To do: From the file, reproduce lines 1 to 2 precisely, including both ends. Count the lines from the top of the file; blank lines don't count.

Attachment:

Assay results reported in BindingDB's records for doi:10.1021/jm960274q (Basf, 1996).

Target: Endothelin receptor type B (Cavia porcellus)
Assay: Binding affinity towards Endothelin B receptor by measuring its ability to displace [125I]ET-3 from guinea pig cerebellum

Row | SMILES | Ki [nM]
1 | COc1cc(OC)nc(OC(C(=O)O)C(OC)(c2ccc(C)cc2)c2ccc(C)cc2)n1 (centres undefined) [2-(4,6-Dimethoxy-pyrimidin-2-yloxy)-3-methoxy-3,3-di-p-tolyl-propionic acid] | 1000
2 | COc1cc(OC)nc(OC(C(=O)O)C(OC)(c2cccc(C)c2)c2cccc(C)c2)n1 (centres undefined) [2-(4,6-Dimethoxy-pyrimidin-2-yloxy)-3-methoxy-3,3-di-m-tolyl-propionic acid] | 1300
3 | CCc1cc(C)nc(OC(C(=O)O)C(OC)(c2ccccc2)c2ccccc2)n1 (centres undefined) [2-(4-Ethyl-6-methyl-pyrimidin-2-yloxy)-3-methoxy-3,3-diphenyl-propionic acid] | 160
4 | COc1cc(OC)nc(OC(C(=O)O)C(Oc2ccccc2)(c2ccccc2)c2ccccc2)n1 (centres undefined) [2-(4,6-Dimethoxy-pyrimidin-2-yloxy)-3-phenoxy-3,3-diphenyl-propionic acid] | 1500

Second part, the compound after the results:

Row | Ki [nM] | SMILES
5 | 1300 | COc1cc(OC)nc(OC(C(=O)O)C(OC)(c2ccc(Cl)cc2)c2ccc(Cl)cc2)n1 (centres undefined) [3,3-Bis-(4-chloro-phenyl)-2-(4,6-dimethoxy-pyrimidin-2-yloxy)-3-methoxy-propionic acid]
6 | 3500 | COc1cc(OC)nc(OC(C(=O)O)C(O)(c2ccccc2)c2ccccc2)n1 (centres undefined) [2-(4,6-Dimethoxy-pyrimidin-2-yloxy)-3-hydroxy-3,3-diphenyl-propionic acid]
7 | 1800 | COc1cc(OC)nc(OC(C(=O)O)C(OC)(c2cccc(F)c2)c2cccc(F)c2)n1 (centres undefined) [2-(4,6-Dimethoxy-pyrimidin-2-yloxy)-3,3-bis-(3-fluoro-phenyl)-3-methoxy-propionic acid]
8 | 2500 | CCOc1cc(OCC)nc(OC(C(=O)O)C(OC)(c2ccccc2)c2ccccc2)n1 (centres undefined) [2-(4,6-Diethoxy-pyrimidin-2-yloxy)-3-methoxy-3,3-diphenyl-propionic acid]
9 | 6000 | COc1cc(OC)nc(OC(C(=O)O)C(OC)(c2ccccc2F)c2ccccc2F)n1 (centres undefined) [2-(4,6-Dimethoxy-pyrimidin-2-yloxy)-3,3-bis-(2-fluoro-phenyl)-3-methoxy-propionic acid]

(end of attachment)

Assay results reported in BindingDB's records for doi:10.1021/jm960274q (Basf, 1996).

Target: Endothelin receptor type B (Cavia porcellus)